Most Vermonters are about to
be touched by changes in the way health care comes to them, how they
pay for it and how their records are kept.
Beginning Monday, Vermont Public Radio examines the
symptoms of the health care crisis and some of the possible cures.
VPR’s Bob Kinzel explores Catamount Health, the state’s Blueprint
for Health and the impact of electronic medical records. Coverage also includes interviews and commentaries.
The Future of Health Care airs weekdays at 7:50am during Morning Edition and at 5:30pm during All Things Considered.
Monday, December 10
Catamount Health Care is the new
state program to lower the number of uninsured Vermonters.
previous initiatives over the past 20 years, about 65 thousand people still
don’t have health insurance.
If Catamount is successful, backers say it
will reduce health care costs by giving these Vermonters timely care.
There is a shortage of physicians in Vermont, and Dr. Frederick Morin, Dean of the University of Vermont’s College of Medicine says it’s a
problem the whole country is dealing with as well. He speaks with VPR’s Mitch Wertlieb about the situation.
Tuesday, December 11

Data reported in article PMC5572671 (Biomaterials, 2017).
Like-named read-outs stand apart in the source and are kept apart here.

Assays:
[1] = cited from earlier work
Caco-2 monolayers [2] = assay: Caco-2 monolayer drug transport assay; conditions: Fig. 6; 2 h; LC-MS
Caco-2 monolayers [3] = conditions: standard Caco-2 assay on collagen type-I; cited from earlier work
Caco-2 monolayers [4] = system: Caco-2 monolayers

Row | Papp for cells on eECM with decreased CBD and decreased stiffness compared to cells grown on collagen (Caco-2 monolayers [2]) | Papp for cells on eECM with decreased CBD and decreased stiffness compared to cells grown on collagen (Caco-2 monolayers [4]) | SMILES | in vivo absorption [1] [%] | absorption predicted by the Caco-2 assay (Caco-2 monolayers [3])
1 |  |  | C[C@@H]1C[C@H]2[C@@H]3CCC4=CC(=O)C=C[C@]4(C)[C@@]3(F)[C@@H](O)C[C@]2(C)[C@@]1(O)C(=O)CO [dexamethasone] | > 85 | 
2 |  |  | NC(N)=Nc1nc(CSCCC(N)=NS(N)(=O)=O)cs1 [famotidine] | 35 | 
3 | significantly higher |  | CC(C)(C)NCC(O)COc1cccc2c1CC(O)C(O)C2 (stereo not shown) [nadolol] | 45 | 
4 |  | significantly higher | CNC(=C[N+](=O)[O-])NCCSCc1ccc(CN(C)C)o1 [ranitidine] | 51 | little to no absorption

Today, the largest amount of money in health care is spent
on people who have chronic illnesses. Listen to this statistic: roughly
80 percent of our health care money is spent on 20 percent of all Vermonters.
Vermont, doctors running an innovative program are
trying to stabilize the costs of chronic care.
And small hospitals are at the forefront of chronic care. VPR’s Mitch Wertlieb speaks with North Country Hospital’s President, Karen Weller, about the challenges facing small hospitals.
Wednesday, December 12
Over the next five years, more than half of all doctors in
Vermont are expected to install
electronic medical record systems in their offices.
Doctors say the new records will allow instant access to a
patient’s health history and help reduce medical mistakes, so the quality of
care will improve.
VPR’s Bob Kinzel reports on how electronic records could
change future visits to your doctor.
VPR’s Mitch Wertlieb speaks with Fletcher Allen Health Care’s Dr. John Brumsted about the hospital’s $50 million plan to use electronic records.
Thursday, December 13
When lawmakers return to Montpelier
next month, they’ll consider several proposals to expand state health
While previous plans have focused on uninsured Vermonters,
the new efforts will target the underinsured- people who have expensive
policies and huge deductibles.
And one Vermonter who knows firsthand what it’s like
to be underinsured is commentator, and cancer-survivor, Lenora Dowling. We’ll hear her story.
Friday, December 14
VPR’s Bob Kinzel speaks with
Dr. Gil Welch, one of the people involved in a Dartmouth study showing there are cases where more
care results in worse outcomes for some patients.
Schubart has thoughts on the political will that’s necessary to make significant
changes to how we receive health care.